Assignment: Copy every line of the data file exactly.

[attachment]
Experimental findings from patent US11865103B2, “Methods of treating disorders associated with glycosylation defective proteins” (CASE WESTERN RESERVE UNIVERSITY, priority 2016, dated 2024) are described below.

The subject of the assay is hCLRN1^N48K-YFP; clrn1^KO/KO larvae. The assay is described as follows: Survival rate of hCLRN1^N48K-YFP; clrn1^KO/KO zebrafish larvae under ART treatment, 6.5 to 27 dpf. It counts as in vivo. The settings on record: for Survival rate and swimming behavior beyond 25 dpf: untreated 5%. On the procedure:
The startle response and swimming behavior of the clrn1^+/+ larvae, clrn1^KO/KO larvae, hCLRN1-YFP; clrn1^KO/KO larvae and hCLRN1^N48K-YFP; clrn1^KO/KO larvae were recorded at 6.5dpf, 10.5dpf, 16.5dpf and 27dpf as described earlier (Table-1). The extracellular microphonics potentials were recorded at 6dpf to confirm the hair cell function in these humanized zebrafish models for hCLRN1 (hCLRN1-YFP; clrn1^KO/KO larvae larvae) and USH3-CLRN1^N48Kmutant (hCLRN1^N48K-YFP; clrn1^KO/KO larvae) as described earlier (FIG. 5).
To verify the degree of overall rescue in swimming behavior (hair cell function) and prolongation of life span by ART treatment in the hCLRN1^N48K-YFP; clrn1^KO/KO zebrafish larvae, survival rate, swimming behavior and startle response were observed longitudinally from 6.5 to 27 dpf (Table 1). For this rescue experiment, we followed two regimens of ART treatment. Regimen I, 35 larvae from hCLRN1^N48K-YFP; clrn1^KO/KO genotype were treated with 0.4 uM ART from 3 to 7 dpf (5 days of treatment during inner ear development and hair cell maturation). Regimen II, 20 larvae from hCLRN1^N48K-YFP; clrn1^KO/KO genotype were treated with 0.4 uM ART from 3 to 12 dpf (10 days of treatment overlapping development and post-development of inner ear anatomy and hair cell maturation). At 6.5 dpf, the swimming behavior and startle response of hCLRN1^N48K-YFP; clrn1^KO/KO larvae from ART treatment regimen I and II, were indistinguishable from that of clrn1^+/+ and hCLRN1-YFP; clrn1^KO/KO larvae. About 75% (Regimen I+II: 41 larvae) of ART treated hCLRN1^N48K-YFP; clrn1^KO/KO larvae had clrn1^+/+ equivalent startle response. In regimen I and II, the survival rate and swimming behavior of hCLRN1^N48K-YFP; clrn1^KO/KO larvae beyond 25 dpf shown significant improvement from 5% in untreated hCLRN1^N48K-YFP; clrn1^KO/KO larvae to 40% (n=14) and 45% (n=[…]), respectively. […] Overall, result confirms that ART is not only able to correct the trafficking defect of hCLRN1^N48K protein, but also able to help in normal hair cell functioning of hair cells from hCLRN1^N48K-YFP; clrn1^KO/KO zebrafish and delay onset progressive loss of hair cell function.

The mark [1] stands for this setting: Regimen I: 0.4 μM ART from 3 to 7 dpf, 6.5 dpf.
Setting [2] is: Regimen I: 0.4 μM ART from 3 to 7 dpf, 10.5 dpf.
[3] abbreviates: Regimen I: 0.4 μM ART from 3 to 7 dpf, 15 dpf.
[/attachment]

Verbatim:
Experimental findings from patent US11865103B2, “Methods of treating disorders associated with glycosylation defective proteins” (CASE WESTERN RESERVE UNIVERSITY, priority 2016, dated 2024) are described below.

The subject of the assay is hCLRN1^N48K-YFP; clrn1^KO/KO larvae. The assay is described as follows: Survival rate of hCLRN1^N48K-YFP; clrn1^KO/KO zebrafish larvae under ART treatment, 6.5 to 27 dpf. It counts as in vivo. The settings on record: for Survival rate and swimming behavior beyond 25 dpf: untreated 5%. On the procedure:
The startle response and swimming behavior of the clrn1^+/+ larvae, clrn1^KO/KO larvae, hCLRN1-YFP; clrn1^KO/KO larvae and hCLRN1^N48K-YFP; clrn1^KO/KO larvae were recorded at 6.5dpf, 10.5dpf, 16.5dpf and 27dpf as described earlier (Table-1). The extracellular microphonics potentials were recorded at 6dpf to confirm the hair cell function in these humanized zebrafish models for hCLRN1 (hCLRN1-YFP; clrn1^KO/KO larvae larvae) and USH3-CLRN1^N48Kmutant (hCLRN1^N48K-YFP; clrn1^KO/KO larvae) as described earlier (FIG. 5).
To verify the degree of overall rescue in swimming behavior (hair cell function) and prolongation of life span by ART treatment in the hCLRN1^N48K-YFP; clrn1^KO/KO zebrafish larvae, survival rate, swimming behavior and startle response were observed longitudinally from 6.5 to 27 dpf (Table 1). For this rescue experiment, we followed two regimens of ART treatment. Regimen I, 35 larvae from hCLRN1^N48K-YFP; clrn1^KO/KO genotype were treated with 0.4 uM ART from 3 to 7 dpf (5 days of treatment during inner ear development and hair cell maturation). Regimen II, 20 larvae from hCLRN1^N48K-YFP; clrn1^KO/KO genotype were treated with 0.4 uM ART from 3 to 12 dpf (10 days of treatment overlapping development and post-development of inner ear anatomy and hair cell maturation). At 6.5 dpf, the swimming behavior and startle response of hCLRN1^N48K-YFP; clrn1^KO/KO larvae from ART treatment regimen I and II, were indistinguishable from that of clrn1^+/+ and hCLRN1-YFP; clrn1^KO/KO larvae. About 75% (Regimen I+II: 41 larvae) of ART treated hCLRN1^N48K-YFP; clrn1^KO/KO larvae had clrn1^+/+ equivalent startle response. In regimen I and II, the survival rate and swimming behavior of hCLRN1^N48K-YFP; clrn1^KO/KO larvae beyond 25 dpf shown significant improvement from 5% in untreated hCLRN1^N48K-YFP; clrn1^KO/KO larvae to 40% (n=14) and 45% (n=[…]), respectively. […] Overall, result confirms that ART is not only able to correct the trafficking defect of hCLRN1^N48K protein, but also able to help in normal hair cell functioning of hair cells from hCLRN1^N48K-YFP; clrn1^KO/KO zebrafish and delay onset progressive loss of hair cell function.

The mark [1] stands for this setting: Regimen I: 0.4 μM ART from 3 to 7 dpf, 6.5 dpf.
Setting [2] is: Regimen I: 0.4 μM ART from 3 to 7 dpf, 10.5 dpf.
[3] abbreviates: Regimen I: 0.4 μM ART from 3 to 7 dpf, 15 dpf.